Then came the idea to spur growth through bingo. An association poll of soccer parents in the late 1980s found almost two-thirds supported the idea of starting a bingo operation to raise money, despite some concern about linking youth sports and gambling. When hundreds of people began cramming the smoky Kenmore bingo hall after its 1989 launch, it fueled even bigger ambitions. At its 1994 peak, bingo brought in $721,000 after costs. Over a decade, it brought in $3.2 million.

Flush with money, the association discounted player fees, created new staff jobs and bought more equipment. It also started donating thousands of dollars to local causes, including food banks and the Redmond police guild.

In 1994, the organization put a down payment on the 112-acre Muller Farm in Redmond. Many in the organization said they thought it was a steal at $675,000 and a great place for dozens of new soccer fields. Land-use restrictions prevented the land from being used for anything but farming, but that was an obstacle Lake Washington leaders figured they could overcome. They were wrong; the restrictions remain in place.

Gambles stop paying off

It turned out the prosperous times were short-lived. With a relaxation of gaming restrictions in the mid-1990s, bingo players instead began turning to the state Lottery, cardrooms and tribal casino slot machines.

Amid this upheaval, two longtime volunteers took powerful positions they have held since: Former businessman Robert Young became executive director in 1996 and soccer dad Steve Webert became board secretary/treasurer about a year later.

By the late 1990s, the association's bingo hall was in the red.

In 2000, the state Gambling Commission suspended Lake Washington's bingo license after declaring the nonprofit had tried to hide the extent of its losses through improper bookkeeping.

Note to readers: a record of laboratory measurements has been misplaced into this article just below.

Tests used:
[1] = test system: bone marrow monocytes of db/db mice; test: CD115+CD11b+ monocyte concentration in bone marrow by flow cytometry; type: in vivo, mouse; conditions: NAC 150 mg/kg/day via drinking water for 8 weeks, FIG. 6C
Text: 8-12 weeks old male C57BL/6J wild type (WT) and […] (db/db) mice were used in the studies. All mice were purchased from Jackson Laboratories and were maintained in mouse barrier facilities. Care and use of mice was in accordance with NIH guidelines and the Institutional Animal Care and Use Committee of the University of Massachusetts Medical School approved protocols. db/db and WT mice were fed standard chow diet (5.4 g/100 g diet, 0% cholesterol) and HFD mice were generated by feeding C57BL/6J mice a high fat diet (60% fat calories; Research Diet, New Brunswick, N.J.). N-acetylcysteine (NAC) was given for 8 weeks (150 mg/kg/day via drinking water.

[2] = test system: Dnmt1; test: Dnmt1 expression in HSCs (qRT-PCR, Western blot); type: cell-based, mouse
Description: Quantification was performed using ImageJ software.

Stuck with a multiyear lease for the bingo hall, in 2001 the association tried to parlay the business into a cardroom or mini-casino. The deal fell apart when Kenmore residents objected to increased gambling and the City Council extended a gambling moratorium.

Lake Washington had spent most of the gambling money and was left with a $900,000 bill to buy out the lease and walk away.

The Lake Washington board pledged not to use player fees to prop up its business ventures, although that increased pressure to come up with new ways to repay its debts, and player fees kept going up anyway because of high administrative and operating costs.

In 2002, Young began negotiating with King County for the association to build a soccer complex with seven new lighted artificial-turf fields and bleachers at Marymoor Park near Redmond. The estimated cost was $10 million — money the organization would need to raise or borrow.

Last year, knowing the organization was looking for ways to raise money, board member Jay Caldwell told others that his employer, Arena Sports, wanted to sell three indoor soccer arenas in Seattle and Redmond.

Caldwell manages the company's arenas. Another board member, Fred Diggs, works for Caldwell managing the Redmond arena. Both Caldwell and Diggs — who have since resigned from the board — stayed at arm's length by recusing themselves from meetings related to the deal. Board treasurer Webert led negotiations.

The association eventually struck a deal, paying a $300,000 deposit.

Around the same time, Jim Harnasch, then-president of the elite Crossfire soccer club, one of seven clubs that make up the Lake Washington association, was questioning finances in a tough manner that offended some staffers.

By March, Harnasch was becoming increasingly persistent in his questions about the salaries and benefits paid to Lake Washington's top two administrators: $93,600 to Young in 2003 and $86,000 that year to administrative director Catherine Oles, who recently quit. Administrator Valorie Ramaley later told state soccer authorities that she once found Harnasch so angry on the phone that she couldn't settle back to work easily and stopped taking calls that day.

Harnasch also questioned player fees: between $149 and $181 for recreational players for the two-month fall season — about double the $81 average fee at 28 surrounding clubs.